Hello Dear Ones,
You've done it! You made a commitment to your own growth as a yoga teacher. We are so glad you are here.
The beginning of anything new is always filled with excitement, anticipation and perhaps even a little trepidation. You recognize the amount of time and energy it takes to dedicate yourself to this type of undertaking, so make sure you have time to really ponder your hopes and intentions for how this journey will unfold.
Set up an altar ......or if you already have an altar, spend some time freshening it up with some flowers, adding an inspiring image or symbol, replacing the candles and offer your blessings to this sacred space in your home.
Before answering the following questions, take a moment to breathe consciously, meditate or do something that connects you to your interior space. Spend a few moments journaling about these 3 Sanskrit words. This can become an ongoing practice for you and a wonderful tool to build themes and your understanding of key yogic concepts.
Sankalpa means an intention, a vow, a promise or a resolution. We create a sankalpa as a way to cultivate a particular quality in our practice and teaching but also to be cultivated by our practice and teaching. Sara Avant Stover writes, "Setting precise intentions aligns your inner values with your outer actions."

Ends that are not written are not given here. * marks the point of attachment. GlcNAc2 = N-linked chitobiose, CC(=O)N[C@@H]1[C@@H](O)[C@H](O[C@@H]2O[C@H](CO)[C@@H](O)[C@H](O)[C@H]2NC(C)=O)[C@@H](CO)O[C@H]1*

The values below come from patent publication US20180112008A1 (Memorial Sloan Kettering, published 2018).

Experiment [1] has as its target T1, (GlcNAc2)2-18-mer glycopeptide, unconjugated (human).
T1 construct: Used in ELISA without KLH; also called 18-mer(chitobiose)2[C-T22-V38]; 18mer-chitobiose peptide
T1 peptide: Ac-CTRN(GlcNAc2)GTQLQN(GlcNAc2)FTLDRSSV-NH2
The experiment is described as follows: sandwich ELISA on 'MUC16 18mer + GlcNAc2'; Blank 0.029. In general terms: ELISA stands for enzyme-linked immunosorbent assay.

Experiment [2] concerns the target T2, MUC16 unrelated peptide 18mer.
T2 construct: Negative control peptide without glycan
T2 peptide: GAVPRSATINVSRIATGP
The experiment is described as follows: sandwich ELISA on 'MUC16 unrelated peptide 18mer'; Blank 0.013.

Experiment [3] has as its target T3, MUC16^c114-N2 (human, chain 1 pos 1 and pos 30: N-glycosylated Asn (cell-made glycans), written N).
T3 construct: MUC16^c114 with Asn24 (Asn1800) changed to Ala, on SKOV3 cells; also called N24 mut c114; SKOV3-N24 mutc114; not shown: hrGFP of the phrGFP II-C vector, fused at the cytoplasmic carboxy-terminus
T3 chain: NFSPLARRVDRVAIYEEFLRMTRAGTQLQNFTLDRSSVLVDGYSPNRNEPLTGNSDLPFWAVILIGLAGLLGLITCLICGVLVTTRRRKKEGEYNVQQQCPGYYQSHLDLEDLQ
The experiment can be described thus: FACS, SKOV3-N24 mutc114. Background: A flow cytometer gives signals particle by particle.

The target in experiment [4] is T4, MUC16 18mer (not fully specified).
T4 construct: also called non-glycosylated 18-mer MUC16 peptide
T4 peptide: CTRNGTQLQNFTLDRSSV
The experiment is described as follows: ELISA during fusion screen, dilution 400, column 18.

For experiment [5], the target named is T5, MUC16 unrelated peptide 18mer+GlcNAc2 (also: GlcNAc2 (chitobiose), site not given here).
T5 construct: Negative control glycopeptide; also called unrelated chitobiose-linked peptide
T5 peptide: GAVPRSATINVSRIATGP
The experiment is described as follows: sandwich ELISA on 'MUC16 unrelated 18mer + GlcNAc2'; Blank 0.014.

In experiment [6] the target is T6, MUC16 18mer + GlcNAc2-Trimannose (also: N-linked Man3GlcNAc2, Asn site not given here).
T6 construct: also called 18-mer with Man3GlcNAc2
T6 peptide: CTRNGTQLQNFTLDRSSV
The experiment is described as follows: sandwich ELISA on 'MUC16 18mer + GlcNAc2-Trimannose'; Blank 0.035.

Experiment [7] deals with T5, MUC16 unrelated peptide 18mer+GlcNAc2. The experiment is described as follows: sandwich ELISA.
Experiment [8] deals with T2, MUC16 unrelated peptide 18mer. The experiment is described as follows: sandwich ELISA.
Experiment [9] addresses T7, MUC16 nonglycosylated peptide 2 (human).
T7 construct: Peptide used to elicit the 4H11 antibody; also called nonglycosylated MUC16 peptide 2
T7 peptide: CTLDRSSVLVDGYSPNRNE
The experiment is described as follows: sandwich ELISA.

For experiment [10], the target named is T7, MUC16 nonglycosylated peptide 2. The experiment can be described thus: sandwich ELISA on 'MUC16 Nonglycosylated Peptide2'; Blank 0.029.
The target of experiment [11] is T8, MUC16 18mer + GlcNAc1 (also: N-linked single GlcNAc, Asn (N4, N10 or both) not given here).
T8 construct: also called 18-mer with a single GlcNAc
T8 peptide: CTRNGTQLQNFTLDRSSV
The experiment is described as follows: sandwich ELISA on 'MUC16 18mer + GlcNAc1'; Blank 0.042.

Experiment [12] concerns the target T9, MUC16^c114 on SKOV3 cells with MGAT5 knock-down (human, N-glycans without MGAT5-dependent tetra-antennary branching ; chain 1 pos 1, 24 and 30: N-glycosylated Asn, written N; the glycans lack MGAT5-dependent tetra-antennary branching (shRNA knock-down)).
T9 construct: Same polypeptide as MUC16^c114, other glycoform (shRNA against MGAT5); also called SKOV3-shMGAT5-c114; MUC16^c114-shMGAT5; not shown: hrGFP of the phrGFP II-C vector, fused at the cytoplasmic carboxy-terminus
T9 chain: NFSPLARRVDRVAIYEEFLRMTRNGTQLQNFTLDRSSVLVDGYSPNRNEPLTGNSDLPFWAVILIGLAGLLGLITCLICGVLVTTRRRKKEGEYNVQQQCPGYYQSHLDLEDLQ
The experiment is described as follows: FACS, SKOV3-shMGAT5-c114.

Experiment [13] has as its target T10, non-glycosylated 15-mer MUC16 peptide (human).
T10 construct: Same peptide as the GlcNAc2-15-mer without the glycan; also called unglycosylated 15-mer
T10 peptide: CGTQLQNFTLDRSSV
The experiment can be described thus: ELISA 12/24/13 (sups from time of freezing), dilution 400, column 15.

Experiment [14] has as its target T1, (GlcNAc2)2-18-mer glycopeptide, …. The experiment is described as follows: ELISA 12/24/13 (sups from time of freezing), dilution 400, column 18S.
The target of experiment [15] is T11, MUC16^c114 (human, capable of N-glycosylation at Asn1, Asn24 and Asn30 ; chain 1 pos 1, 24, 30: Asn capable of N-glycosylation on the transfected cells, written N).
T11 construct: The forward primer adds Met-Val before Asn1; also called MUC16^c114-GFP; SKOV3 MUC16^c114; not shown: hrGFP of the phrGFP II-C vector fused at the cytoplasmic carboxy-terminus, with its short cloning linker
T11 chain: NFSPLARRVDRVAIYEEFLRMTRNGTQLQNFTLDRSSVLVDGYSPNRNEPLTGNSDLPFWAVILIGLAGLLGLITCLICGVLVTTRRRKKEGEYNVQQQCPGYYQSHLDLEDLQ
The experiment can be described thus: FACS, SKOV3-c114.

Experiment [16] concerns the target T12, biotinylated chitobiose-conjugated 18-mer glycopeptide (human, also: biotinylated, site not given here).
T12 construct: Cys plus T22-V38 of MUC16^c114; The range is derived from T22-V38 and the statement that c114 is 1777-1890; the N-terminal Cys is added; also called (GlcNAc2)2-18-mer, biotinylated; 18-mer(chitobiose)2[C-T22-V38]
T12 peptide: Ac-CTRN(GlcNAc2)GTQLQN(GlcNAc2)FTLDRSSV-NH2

What is your current intention for your teaching? Is your intention for teaching aligned with what you do when you actually teach?
Do you typically set intentions when you do your own practice? Is your practice aligned to that intention?
The word adhikara in Sanskrit means one's unique gifts and talents. The offering that you bring forth that is different from anyone else's. So while we are drawing inspiring from the Universal Consciousness and carrying forth a lineage of embodiment, there is still a process of synthesizing all that we learn and experience and bring forth with our individual point of view and perspective.
What are your unique gifts and talents in your community?
Do have a unique talent that no one knows about and how can you use this in your teaching?
Susanna Harwood Rubin describes OM as the vibratory sound of everything that exists. It is the primordial hum of the Universe. So when we chant "om" at the beginning and end of a yoga class we are participating more deeply and intentionally with the Universe.
What it does it mean to show up and participate more intentionally with the Universe?
How does that feel in your body?